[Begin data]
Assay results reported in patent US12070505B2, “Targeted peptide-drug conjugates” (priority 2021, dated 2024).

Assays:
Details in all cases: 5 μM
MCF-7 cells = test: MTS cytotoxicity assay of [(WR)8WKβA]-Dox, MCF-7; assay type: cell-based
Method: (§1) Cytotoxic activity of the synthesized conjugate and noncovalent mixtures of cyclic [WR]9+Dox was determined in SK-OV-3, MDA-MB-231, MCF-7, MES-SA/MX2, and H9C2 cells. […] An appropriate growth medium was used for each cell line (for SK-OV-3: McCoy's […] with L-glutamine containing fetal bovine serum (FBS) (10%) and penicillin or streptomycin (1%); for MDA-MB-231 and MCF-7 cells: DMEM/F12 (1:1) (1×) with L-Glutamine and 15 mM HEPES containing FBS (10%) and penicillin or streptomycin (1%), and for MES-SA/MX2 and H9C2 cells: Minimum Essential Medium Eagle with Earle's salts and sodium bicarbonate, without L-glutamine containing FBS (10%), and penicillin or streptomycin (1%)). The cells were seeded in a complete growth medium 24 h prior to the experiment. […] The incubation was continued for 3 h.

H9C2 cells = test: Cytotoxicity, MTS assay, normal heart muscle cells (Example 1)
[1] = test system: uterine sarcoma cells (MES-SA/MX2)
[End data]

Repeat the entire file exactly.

Assay results reported in patent US12070505B2, “Targeted peptide-drug conjugates” (priority 2021, dated 2024).

Assays:
Details in all cases: 5 μM
MCF-7 cells = test: MTS cytotoxicity assay of [(WR)8WKβA]-Dox, MCF-7; assay type: cell-based
Method: (§1) Cytotoxic activity of the synthesized conjugate and noncovalent mixtures of cyclic [WR]9+Dox was determined in SK-OV-3, MDA-MB-231, MCF-7, MES-SA/MX2, and H9C2 cells. […] An appropriate growth medium was used for each cell line (for SK-OV-3: McCoy's […] with L-glutamine containing fetal bovine serum (FBS) (10%) and penicillin or streptomycin (1%); for MDA-MB-231 and MCF-7 cells: DMEM/F12 (1:1) (1×) with L-Glutamine and 15 mM HEPES containing FBS (10%) and penicillin or streptomycin (1%), and for MES-SA/MX2 and H9C2 cells: Minimum Essential Medium Eagle with Earle's salts and sodium bicarbonate, without L-glutamine containing FBS (10%), and penicillin or streptomycin (1%)). The cells were seeded in a complete growth medium 24 h prior to the experiment. […] The incubation was continued for 3 h.

H9C2 cells = test: Cytotoxicity, MTS assay, normal heart muscle cells (Example 1)
[1] = test system: uterine sarcoma cells (MES-SA/MX2)